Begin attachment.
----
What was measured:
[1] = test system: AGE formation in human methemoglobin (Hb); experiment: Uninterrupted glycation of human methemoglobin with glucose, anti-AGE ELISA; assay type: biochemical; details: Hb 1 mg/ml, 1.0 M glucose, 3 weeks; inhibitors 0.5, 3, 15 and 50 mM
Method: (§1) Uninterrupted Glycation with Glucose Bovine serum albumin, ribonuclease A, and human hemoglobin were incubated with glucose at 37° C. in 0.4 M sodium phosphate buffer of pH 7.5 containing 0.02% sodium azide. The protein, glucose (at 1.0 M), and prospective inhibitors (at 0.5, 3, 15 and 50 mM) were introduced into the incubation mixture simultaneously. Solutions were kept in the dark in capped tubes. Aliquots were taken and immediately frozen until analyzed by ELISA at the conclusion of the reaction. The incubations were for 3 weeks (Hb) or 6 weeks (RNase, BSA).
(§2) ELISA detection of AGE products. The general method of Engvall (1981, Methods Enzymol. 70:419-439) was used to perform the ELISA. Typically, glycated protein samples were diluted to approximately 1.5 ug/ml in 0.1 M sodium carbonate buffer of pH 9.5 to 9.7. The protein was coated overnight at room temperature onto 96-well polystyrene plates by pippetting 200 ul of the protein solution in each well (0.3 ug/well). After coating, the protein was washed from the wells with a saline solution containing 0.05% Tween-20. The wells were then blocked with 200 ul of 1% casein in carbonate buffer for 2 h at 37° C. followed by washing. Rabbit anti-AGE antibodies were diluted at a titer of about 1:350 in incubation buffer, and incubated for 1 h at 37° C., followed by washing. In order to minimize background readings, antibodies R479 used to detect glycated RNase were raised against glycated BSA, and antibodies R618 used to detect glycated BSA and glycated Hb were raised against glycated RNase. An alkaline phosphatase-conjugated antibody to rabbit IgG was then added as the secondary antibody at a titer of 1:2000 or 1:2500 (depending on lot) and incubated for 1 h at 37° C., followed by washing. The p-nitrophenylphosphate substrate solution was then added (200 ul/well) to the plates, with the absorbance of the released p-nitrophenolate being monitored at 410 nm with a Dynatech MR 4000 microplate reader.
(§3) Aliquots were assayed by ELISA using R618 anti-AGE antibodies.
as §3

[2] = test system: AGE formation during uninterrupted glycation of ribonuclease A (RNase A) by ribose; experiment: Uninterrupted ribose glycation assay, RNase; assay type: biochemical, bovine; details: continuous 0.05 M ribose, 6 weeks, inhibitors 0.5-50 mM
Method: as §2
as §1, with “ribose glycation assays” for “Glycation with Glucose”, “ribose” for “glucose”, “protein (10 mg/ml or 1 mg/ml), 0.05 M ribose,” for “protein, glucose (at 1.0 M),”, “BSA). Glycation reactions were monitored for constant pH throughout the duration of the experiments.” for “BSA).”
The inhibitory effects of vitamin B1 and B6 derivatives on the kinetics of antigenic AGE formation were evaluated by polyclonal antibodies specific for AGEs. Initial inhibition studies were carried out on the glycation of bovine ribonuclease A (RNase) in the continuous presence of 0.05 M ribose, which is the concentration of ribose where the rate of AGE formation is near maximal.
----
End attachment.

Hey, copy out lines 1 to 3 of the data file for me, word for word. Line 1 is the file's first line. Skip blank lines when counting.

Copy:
What was measured:
[1] = test system: AGE formation in human methemoglobin (Hb); experiment: Uninterrupted glycation of human methemoglobin with glucose, anti-AGE ELISA; assay type: biochemical; details: Hb 1 mg/ml, 1.0 M glucose, 3 weeks; inhibitors 0.5, 3, 15 and 50 mM
Method: (§1) Uninterrupted Glycation with Glucose Bovine serum albumin, ribonuclease A, and human hemoglobin were incubated with glucose at 37° C. in 0.4 M sodium phosphate buffer of pH 7.5 containing 0.02% sodium azide. The protein, glucose (at 1.0 M), and prospective inhibitors (at 0.5, 3, 15 and 50 mM) were introduced into the incubation mixture simultaneously. Solutions were kept in the dark in capped tubes. Aliquots were taken and immediately frozen until analyzed by ELISA at the conclusion of the reaction. The incubations were for 3 weeks (Hb) or 6 weeks (RNase, BSA).